The base cockpit parts were painted as well as various other details like radio boxes and camera equipment. The six gas cylinders that mount in the floor were painted with Krylon gloss black them with Alclad chrome. Once the base paint was dry smaller details were done with various colored enamels. The PE pilot’s seat was bent into shape, painted and had the seat belts attached. The other crew seats were detailed with PE parts, painted and installed. Almost another week of modeling passes and the cockpit is nearly ready for installation. Once all the interior components were painted and installed I made a sludge wash using Paynes Gray as my base and washed the interior sections.
You may click on any of these small images to view larger pictures.
Once the interior was complete I set it aside to allow everything to dry and began working on the engine. The kit engine is fairly simple. Detail is somewhat difficult to see once everything is enclosed in the cowling but still some is visible. Since the Eduard set that covers the interior of the model also includes an ignition harness I decided to go ahead and include it to see how things worked out. To begin the basic engine was airbrushed with Model Master Burnt Iron and the reduction gear block was done with Alclad Chrome. The ignition harness was brush painted with a Tamiya dark brown. Once all the paint was dry the components went together. The harness was attached with spots of superglue then treated with accelerator. Once inside the cowling it gives a great impression of a busy engine bay.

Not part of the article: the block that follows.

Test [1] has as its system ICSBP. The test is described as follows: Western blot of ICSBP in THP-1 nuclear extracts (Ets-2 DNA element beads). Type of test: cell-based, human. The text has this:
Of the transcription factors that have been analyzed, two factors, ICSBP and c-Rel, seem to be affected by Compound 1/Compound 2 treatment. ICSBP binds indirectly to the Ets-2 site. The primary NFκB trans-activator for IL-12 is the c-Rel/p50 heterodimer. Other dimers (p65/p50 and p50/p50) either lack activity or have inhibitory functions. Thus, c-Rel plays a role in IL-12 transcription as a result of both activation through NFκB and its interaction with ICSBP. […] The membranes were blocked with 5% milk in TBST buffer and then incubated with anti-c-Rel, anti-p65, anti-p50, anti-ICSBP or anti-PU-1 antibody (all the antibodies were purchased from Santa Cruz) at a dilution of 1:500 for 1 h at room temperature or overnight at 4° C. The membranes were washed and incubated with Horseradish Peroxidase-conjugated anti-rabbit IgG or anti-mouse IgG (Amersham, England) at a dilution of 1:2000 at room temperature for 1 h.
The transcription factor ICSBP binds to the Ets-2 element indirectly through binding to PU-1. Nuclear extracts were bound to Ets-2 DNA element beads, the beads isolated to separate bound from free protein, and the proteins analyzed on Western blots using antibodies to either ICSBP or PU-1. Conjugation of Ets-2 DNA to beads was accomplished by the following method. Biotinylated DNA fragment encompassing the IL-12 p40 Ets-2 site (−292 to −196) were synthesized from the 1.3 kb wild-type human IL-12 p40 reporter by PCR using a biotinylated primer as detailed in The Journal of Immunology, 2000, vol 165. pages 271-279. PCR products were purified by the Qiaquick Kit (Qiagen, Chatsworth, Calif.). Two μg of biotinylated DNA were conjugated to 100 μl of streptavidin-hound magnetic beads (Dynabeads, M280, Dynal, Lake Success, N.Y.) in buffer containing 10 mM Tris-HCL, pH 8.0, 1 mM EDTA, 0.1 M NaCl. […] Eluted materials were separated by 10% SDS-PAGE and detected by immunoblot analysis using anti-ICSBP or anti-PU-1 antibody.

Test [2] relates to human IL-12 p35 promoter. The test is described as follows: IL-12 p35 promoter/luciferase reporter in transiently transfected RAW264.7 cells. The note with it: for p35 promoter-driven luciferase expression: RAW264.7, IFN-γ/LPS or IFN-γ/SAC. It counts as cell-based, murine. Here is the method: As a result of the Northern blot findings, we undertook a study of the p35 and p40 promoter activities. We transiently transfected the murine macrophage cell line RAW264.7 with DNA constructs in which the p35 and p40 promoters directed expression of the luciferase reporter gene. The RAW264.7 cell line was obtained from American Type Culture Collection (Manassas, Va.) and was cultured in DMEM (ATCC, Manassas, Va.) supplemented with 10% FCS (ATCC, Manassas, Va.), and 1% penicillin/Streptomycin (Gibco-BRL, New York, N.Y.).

Finally it is time to start putting the big pieces together. The interior was fitted to the right side of the fuselage and test fitted against the right. Everything looks good after just a little fiddling around and the fuselage left side is glued to the interior assembly. The fuselage comes together and is glued. Some small amounts of Mr. Surfacer 500 are applied to the seam and allowed to cure. The wings are assembled and attached. There is bit of a gap on one side that requires some Squadron White Putty followed by Mr. Surfacer 500 to fill out. While this stuff is drying installed the Eduard PE parts into the gear bays then airbrushed some Alclad Aluminum into the wheel wells, the flap areas and the wing leading edge areas. After a day of cure time the seams were sanded and the aluminum areas were masked with tape and damp tissue paper.
Remember, you can click on any of these small images to view larger pictures